Selective Memory, By Katharine Whitehorn

Laughter and liberation
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Katharine Whitehorn is one of journalism's greats. She was one of the early feminists – but not so feminist as to make one dislike her or find her threatening. She has served on enough boards surely to merit her the offer of a Damehood (rather than the measly OBE she so rightly turned down); and she virtually single-handedly created the "lifestyle" column. Of course, when you look at what passes for the subject-matter in lifestyle columns now, one would be forgiven for arguing that she had created a monster, but at the time her columns were incredibly funny, refreshing and liberating.

"Have you ever taken anything back out of the dirty-clothes basket because it had become, relatively, the cleaner thing?" What woman can forget that guilt-relieving remark? Not to mention, "Outside every slim woman is a fat man signalling to be let in." And the immensely sensible reflection that "Doing Christmas at the last minute is OK – not only is it not too late, it is quite possibly too early."

The voice of Whitehorn, never one to declare a penchant for immaculate housework or pandering to a bloke yet still distinctly feminine, was quite radical in the Sixties, when housewives could still devote their entire lives to cleaning the front step and dusting the never-used parlour. She encouraged us to become ourselves, sluttish if necessary, to sit down and have a drink rather than polish the silver, to read a book in preference to making net curtains. Her amusing weekly columns in The Observer were probably far more subversive and effective in the fight for women's rights than any number of bra-burners.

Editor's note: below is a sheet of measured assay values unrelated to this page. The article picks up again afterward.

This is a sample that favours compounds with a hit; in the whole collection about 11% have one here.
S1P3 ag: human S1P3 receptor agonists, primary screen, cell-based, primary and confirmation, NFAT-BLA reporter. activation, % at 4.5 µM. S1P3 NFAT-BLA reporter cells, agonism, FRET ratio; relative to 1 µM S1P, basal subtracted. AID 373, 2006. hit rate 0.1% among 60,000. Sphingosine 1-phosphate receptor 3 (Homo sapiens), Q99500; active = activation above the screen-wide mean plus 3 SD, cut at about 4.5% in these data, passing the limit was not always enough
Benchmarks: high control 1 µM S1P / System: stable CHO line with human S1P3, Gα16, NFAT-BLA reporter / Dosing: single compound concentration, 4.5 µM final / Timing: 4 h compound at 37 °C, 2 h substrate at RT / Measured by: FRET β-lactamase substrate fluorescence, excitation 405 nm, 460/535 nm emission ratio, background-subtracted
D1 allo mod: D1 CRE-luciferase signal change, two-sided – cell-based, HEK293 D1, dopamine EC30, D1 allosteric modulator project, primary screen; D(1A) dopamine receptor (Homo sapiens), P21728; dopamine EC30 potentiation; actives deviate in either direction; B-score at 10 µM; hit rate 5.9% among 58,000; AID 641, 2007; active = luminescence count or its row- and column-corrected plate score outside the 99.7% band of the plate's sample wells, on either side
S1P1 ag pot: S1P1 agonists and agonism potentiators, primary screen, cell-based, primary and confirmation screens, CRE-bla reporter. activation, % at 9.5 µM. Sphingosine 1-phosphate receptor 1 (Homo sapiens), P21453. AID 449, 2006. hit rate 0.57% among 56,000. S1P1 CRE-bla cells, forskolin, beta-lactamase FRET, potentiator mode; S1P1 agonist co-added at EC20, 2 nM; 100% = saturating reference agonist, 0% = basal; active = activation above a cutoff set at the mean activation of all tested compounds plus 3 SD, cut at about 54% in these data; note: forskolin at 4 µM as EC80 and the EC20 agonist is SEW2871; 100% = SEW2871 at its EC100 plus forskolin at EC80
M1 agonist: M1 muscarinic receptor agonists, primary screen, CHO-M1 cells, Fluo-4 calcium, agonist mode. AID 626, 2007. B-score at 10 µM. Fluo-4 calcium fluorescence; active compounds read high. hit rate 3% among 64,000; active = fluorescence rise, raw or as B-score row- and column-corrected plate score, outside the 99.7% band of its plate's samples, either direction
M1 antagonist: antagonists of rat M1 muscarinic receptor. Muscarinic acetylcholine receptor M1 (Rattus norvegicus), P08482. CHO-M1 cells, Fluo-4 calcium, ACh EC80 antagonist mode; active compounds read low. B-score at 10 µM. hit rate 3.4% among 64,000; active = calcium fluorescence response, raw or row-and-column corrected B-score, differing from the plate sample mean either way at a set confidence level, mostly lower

The only problem I have with her autobiography, Selective Memory, is that her life seems so outrageously happy. She had loving parents – her grandfather turns out to be Herbert Grey, founder of the Marriage Guidance Council, now Relate. She did well at school, was one of the few women to go to Cambridge, got various publishing jobs, did a stint as a reporter on Picture Post, and became women's editor of The Observer. Briefly, she was fashion editor, but she always wanted the fashion pages to be for "real people" – which, of course, is not what fashion is all about.

Though the readers loved it, the advertisers didn't – which was lucky because it freed her up for the column and, later, for a series of short books on survival. The first was Cooking in a Bedsitter, in print for 40 years, and absolutely essential for anyone who, in the Seventies, wanted to cook just for one. The book described things like braising, stock, browning, and how to make a white sauce. It was also important to explain what an avocado pear was, and yoghurt, and Whitehorn had to urge her readers to accept the now ubiquitous teabag. This book was followed a series of survival manuals, like How to Survive Children, and How to Survive Your Money Problems.

The idyllic life of career, children, committees and boating is never quite so interesting as a miserable one, but the book becomes more gripping at the end when Whitehorn writes movingly of her husband, the crime writer Gavin Lyall, whose occasional comic entries make amusing reading. Clearly a very entertaining man in his own right, he remarks dryly, when Katharine has told him she has done the wash, cleaned up the bulbs, rung his sister and tidied up the spare room: "What ought you to have been doing?"

She charts his battle with drink: "Life was so cosy at the bottom of that bottle," he once said, having given up for a while. Finally, there is the moving description of her widowhood, which her natural optimism transforms from being something absolutely ghastly to something almost liberating, despite the sadness. There is a sort of relief, she says, honest to the last, in not having to own up that you've been inept enough to drive from Kennington to Hampstead via a road labelled A23 Brighton.

Virginia Ironside's novel 'No! I don't want to join a bookclub' is published by Penguin

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